StaTuesday: The Twins’ remarkable May, by the numbers
The Minnesota Twins had a relatively off night at the plate Monday in a 5-4 loss to the Milwaukee Brewers.
They’re still the only team in the majors with 100 home runs.
Buxton’s dinger was the Twins’ 105th, while the second-place Seattle Mariners have 98 and no other team has more than 91.
The Athletic’s Jon Krawcyznski offered up a new nickname for the 2019 Twins last week: “The New Power Generation,” after the late musician Prince’s former backup band.
La Velle E. Neal of the Star Tribune shared a few other options: “Sota Pop” stands out, while “Bombasota” led the poll Tuesday morning.
Normally, it’d be a little early to give this year’s team a nickname, but this May has been one of the most remarkable months in Twins history.
Minnesota is up to 55 home runs through 26 games in May, tied with Harmon Killebrew and Tony Oliva’s 1964 Twins for the most in a single month in franchise history.
They’re also just three homers away from MLB’s May record of 58 home runs, set by the 1987 Baltimore Orioles and last matched by the 1999 Seattle Mariners.
That power surge is paying dividends. The Twins are 19-7 this month, and have the best overall record in the majors at 36-17 as well as a 10-game lead in the AL Central.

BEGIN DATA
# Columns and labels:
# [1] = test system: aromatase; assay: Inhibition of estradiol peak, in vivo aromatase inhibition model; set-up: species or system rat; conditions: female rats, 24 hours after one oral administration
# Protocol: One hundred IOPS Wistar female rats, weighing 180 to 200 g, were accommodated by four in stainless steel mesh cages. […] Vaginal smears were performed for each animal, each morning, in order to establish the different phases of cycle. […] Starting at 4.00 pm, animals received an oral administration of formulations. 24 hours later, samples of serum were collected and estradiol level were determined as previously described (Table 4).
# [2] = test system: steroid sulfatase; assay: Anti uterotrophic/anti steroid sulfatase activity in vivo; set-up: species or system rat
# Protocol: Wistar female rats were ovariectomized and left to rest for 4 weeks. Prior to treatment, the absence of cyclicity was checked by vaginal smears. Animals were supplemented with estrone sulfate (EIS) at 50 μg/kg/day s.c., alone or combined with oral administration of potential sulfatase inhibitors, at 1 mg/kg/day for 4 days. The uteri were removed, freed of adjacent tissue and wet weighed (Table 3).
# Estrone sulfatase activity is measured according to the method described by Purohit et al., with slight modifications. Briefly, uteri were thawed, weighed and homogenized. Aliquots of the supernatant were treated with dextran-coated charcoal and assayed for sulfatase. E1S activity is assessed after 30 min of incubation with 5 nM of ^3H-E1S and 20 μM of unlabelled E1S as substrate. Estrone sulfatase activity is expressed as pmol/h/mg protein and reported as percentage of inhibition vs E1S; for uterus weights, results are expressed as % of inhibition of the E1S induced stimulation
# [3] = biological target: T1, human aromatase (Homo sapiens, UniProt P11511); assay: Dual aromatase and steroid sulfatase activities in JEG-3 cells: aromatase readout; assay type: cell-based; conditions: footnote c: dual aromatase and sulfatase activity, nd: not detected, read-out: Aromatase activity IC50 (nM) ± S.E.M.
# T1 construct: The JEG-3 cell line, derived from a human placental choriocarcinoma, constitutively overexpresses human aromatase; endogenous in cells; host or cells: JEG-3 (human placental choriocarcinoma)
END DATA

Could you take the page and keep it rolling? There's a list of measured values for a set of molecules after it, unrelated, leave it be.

It’s been a team effort.
The Twins have a combined .536 slugging percentage and a .894 OPS in May, both tops in the majors, but they’re not getting by on power alone.
Minnesota also leads the majors in hits (265), runs (178), RBI (173) and doubles (54) this month,
C.J. Cron has led the charge with 11 home runs — he’s part of a six-way tie for second in the majors this month — but he’s one of 13 Twins hitters to homer this month.
The Twins aren’t even at full strength.
Cruz hasn’t played since May 12 due to tightness in his left wrist, while Garver has been on the shelf since a collision at home plate on May 14.
Garver, in particular, had found a groove at the plate.
The part-time catcher had a .747 SLG and a 1.164 OPS when he went down after smacking nine home runs in 79 at-bats.
Those injuries have opened the door for infielder Luis Arraez, now 8-for-20 at the plate since making his major-league debut May 18.
Among the better hitters in the organization, Arraez had hit just six home runs in his six-year minor-league career, just under one in every 229 at-bats.
He homered in just his fourth game with Minnesota, as sure a sign as any that the 2019 Twins are primed to keep mashing for the foreseeable future.